Friday, January 13, 2006

About the news:
The annual The State of the News Media, 2005 from Columbia's Project for Excellence in Journalism is out. From the introduction:
As people "Google" for information, graze across an infinite array of outlets, read blogs or write them, they are becoming their own editors, researchers, and even correspondents. What was called journalism is only one part of the mix, and its role as intermediary and verifier, like the roles of other civic institutions, is weakening.

OMB Watch has released a report, Dismantling the Public's Right to Know, which claims that the Toxic Release Inventory, a list of environmental problems beloved by CAR reporters, is slowly being reduced under the Bush administration. (PDF -- via Docuticker.)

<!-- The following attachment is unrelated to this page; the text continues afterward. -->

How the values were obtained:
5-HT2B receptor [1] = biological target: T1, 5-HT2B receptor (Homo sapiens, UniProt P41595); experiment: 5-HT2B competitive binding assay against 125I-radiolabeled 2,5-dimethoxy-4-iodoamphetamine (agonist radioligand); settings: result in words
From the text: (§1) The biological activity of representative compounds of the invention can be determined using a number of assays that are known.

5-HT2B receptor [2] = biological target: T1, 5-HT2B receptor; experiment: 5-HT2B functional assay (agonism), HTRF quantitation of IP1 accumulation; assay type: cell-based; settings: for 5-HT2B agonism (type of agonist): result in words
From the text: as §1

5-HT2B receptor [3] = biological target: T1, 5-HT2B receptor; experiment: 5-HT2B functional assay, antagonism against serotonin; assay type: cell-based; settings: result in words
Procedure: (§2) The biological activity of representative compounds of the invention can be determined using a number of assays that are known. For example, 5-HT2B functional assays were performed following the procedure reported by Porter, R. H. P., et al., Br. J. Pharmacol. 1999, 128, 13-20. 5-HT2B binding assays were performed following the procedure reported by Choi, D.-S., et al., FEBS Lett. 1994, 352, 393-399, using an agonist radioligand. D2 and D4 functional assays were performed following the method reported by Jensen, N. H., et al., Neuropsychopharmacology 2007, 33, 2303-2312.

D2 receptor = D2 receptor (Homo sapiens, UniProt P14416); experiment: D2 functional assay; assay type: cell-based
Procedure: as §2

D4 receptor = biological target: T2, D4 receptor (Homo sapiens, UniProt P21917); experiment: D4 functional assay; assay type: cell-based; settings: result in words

And finally, a column about one of the details of the newspaper business that constantly befuddles news librarians as they try to archive the 'most authoritative' edition of each day's newspaper: Chicago Tribune columnist Don Wycliff: When are `Final' editions final? (registration required.)

And, really finally, note I've posted a couple things today that are relevant to how the news is handled today, on my Miami Herald blog.


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